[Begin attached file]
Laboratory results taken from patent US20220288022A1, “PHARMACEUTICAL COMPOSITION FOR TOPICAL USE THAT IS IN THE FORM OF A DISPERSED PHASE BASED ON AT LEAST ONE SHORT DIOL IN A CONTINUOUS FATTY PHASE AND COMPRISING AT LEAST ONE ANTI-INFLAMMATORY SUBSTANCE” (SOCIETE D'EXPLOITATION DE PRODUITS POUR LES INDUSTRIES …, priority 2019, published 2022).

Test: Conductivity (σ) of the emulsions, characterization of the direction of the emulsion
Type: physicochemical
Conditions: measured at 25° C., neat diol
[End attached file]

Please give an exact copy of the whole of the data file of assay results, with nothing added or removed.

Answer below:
Laboratory results taken from patent US20220288022A1, “PHARMACEUTICAL COMPOSITION FOR TOPICAL USE THAT IS IN THE FORM OF A DISPERSED PHASE BASED ON AT LEAST ONE SHORT DIOL IN A CONTINUOUS FATTY PHASE AND COMPRISING AT LEAST ONE ANTI-INFLAMMATORY SUBSTANCE” (SOCIETE D'EXPLOITATION DE PRODUITS POUR LES INDUSTRIES …, priority 2019, published 2022).

Test: Conductivity (σ) of the emulsions, characterization of the direction of the emulsion
Type: physicochemical
Conditions: measured at 25° C., neat diol